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Tue August 17, 2010
Design Teams Unveil Plans for Gateway Arch in St. Louis
The five design team finalists in the Gateway Arch competition unveiled their proposals on Tuesday. As St. Louis Public Radio's Adam Allington reports, the plans offer a dramatic vision for the Arch grounds, but the question of feasibility and cost loom large.
By Adam Allington, St.. Louis Public Radio
St. Louis, MO – Several plans include a green cap, or lid, over Interstate 70 in downtown St. Louis, another creates an expansive park on the Illinois side. One plan would turn the old MacArthur rail bridge into a bike and footpath, another would build a gondola.
St. Louis Mayor Francis Slay says he's not going to endorse a particular plan, and he's confident that the funds can be raised.
"This is our number one development project in the City of St. Louis," said Slay. "I think it will have that big of an impact for the city and the entire region. So, I'm committed to do everything we can to find the resources at the local, state, federal and private sector."
The National Park Service estimates the cost of the redesign around $305 million on the low end.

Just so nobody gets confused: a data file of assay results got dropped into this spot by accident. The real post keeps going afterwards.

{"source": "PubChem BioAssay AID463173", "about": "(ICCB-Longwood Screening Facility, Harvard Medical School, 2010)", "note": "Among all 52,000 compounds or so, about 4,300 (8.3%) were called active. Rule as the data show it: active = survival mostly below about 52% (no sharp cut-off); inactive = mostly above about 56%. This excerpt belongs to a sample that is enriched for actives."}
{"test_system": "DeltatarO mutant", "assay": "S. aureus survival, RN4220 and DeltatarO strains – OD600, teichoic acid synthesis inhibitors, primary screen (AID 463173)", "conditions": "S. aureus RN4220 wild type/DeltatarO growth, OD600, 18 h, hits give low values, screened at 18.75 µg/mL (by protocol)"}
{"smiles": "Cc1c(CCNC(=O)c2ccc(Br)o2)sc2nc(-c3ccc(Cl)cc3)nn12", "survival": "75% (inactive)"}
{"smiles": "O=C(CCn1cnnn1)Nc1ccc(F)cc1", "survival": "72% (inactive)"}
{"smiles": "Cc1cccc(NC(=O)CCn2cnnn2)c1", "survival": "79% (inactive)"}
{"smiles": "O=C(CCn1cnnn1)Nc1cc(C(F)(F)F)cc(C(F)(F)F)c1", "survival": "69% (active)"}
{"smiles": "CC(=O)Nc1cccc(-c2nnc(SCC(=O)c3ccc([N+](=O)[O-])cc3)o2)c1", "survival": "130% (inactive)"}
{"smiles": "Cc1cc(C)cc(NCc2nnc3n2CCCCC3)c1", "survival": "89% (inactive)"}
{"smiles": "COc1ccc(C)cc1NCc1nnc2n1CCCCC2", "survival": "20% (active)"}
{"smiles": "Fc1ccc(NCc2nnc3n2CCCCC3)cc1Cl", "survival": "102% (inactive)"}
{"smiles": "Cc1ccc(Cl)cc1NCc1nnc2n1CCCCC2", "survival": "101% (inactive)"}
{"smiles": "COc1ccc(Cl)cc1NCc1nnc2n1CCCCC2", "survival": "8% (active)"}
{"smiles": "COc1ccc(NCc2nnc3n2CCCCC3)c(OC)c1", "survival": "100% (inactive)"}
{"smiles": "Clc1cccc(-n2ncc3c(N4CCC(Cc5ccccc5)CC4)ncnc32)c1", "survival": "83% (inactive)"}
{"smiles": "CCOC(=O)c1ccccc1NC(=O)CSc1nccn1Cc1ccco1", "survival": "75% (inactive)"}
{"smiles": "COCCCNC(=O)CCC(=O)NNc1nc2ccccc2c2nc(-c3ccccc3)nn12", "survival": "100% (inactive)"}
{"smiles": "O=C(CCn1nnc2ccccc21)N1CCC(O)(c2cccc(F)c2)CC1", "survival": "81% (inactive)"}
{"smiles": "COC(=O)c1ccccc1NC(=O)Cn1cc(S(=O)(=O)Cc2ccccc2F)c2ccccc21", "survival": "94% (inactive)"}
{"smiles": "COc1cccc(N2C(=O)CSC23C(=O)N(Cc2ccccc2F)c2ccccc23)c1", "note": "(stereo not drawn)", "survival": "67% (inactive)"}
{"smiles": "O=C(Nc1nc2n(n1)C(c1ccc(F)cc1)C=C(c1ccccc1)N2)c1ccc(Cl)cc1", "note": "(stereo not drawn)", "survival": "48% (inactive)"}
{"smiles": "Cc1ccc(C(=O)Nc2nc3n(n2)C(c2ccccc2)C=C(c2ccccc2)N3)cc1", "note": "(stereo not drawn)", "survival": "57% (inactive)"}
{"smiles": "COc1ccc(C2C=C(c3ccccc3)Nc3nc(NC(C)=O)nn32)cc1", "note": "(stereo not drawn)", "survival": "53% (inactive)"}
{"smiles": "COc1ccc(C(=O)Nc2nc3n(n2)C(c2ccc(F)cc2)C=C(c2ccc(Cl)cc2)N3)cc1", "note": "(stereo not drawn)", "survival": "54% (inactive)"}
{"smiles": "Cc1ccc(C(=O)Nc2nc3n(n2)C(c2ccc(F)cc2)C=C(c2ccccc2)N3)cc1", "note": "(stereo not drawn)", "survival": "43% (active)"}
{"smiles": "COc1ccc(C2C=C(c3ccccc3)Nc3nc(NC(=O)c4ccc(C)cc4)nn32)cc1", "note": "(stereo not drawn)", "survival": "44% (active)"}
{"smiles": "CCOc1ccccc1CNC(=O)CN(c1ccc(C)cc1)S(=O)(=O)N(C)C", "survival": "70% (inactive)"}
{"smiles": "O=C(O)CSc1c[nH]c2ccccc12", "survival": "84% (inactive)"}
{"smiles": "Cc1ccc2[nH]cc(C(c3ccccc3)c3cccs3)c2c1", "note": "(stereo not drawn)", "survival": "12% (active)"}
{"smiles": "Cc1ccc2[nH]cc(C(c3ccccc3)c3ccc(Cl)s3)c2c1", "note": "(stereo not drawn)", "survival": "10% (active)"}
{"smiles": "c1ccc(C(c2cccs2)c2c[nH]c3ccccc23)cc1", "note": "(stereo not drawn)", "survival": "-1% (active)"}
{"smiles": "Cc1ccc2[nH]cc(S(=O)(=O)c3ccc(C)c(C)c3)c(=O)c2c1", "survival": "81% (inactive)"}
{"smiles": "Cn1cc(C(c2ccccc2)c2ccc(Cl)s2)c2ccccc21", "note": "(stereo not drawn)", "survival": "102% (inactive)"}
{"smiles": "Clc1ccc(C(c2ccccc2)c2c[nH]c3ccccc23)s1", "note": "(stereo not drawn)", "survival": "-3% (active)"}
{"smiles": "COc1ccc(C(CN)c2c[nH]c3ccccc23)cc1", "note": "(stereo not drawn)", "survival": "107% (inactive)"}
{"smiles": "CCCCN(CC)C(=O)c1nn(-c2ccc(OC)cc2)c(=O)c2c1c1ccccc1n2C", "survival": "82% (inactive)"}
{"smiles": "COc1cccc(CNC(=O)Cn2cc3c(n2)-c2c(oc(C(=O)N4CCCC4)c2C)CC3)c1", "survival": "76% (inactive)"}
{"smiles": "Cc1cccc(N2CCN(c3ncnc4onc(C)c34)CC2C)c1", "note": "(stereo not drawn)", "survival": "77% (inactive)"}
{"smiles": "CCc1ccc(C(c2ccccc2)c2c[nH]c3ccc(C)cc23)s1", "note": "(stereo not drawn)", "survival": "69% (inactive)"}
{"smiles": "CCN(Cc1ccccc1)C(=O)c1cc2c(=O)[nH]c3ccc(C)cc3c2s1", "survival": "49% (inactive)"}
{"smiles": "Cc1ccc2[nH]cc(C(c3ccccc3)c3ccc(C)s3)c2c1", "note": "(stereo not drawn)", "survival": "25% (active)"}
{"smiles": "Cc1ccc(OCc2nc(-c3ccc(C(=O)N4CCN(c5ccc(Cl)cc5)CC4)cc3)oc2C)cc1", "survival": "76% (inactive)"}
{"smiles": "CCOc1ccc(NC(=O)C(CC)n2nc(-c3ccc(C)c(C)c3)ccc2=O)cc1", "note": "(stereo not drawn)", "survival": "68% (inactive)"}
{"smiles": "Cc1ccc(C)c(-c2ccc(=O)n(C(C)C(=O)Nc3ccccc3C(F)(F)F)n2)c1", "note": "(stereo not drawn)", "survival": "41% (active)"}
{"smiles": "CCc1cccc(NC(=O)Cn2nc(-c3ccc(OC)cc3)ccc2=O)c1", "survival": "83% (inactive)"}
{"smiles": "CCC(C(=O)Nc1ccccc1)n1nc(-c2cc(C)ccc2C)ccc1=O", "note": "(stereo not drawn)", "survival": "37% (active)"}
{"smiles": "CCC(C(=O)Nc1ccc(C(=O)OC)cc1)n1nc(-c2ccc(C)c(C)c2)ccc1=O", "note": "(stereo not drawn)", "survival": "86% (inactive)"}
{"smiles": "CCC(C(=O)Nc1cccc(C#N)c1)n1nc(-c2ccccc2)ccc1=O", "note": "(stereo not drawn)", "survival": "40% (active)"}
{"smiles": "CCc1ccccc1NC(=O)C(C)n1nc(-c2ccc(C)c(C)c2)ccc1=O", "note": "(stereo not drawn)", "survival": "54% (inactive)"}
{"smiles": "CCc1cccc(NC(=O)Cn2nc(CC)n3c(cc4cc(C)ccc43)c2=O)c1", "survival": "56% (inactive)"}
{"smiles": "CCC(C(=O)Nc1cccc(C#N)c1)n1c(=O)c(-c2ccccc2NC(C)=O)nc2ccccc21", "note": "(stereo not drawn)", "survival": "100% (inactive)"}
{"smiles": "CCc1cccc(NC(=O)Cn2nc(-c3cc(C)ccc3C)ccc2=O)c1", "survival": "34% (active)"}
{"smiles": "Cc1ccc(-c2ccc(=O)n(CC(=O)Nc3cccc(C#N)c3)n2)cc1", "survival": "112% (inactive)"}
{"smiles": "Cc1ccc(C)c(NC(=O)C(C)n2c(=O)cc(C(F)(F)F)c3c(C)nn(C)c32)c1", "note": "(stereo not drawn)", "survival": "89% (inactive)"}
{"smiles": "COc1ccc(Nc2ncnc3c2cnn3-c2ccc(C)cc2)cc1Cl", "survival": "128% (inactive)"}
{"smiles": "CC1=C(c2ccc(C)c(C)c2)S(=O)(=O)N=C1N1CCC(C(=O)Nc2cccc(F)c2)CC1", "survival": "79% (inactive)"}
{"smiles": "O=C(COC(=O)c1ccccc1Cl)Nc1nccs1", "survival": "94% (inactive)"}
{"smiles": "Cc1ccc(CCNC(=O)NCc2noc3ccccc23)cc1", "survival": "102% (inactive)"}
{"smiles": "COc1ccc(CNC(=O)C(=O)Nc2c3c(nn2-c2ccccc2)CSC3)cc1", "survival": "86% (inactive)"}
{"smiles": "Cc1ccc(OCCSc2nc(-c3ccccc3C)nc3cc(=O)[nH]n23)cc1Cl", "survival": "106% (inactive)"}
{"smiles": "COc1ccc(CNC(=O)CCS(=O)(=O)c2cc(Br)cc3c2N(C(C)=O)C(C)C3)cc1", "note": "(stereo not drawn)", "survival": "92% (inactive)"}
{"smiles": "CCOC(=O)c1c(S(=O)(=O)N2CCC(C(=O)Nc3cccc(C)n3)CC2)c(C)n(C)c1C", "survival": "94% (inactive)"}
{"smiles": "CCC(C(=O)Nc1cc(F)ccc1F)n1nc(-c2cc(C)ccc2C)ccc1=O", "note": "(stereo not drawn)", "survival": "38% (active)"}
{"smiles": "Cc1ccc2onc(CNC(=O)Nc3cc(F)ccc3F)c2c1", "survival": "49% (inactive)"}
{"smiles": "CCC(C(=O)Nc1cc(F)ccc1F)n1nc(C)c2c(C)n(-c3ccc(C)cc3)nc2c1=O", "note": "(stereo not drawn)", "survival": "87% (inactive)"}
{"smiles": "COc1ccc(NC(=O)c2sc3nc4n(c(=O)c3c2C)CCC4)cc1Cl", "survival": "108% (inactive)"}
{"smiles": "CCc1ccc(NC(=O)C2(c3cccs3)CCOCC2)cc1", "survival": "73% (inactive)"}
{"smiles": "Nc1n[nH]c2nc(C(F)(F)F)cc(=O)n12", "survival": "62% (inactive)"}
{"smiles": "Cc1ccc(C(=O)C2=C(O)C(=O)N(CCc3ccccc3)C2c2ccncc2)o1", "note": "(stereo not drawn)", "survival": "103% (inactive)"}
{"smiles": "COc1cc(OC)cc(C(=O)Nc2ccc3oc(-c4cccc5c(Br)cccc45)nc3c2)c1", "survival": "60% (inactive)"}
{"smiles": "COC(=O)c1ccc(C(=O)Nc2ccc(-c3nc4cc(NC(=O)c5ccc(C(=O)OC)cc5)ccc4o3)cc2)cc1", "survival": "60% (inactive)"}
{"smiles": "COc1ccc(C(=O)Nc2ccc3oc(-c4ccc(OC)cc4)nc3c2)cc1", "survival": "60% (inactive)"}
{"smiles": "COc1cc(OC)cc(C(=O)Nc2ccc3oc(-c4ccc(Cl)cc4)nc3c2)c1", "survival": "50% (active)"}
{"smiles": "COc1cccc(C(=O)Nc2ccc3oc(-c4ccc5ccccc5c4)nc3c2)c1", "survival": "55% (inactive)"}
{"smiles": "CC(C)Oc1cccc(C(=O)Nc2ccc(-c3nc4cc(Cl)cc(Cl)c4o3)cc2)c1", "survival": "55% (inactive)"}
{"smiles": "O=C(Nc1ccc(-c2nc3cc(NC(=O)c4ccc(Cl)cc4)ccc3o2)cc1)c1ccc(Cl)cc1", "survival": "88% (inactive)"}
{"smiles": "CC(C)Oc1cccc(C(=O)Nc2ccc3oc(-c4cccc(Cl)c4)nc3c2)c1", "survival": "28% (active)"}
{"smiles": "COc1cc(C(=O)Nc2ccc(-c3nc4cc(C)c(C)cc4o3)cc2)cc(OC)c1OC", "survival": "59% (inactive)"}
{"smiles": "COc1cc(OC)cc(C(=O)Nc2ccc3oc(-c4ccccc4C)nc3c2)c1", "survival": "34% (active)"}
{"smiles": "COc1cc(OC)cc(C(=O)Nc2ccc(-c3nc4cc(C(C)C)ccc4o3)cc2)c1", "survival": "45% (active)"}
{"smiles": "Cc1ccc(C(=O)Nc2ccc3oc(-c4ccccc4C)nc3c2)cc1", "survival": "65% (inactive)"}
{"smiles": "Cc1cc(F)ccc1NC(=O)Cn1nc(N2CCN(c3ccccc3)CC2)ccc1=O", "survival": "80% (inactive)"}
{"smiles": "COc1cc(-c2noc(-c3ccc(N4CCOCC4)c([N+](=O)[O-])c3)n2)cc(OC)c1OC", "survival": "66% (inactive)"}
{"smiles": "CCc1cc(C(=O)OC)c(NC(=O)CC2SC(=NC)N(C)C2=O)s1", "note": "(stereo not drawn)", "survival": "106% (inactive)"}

Ted Spade is contributor to the Weiss-Manfredi team concept. His plan, like others, involves a significant vision for the Illinois-side.
"Really what we want to do is create a full-circle path that people can engage," said Spade, "not only from downtown St. Louis, but to go all the way around to the east side and enjoy the views back to the Arch and all the new activities that we've designed for the east side."
Alex Ihnen is a member of the community stakeholder organization, City to River. His group has been an outspoken advocate of removing the portion of Interstate 70 that divides downtown from the Arch and putting a boulevard in its place. Ihnen notes that several teams appeared open to the concept.
"I think its encouraging to see that more than one team calls for removing I-70 after 2015," said Ihnen. "All along we understood was a realistic goal. We're going to have to do some long-range planning to see how it would affect the region and the city."
An eight person jury made up of national experts will pick the winning design on September 24th.
None of the five proposals carry a price tag at this point. The National Park Service estimates the project could run over 300 million dollars.
The goal is to complete the redesign by the Arch's 50th Anniversary in October of 2015.
See the designs here.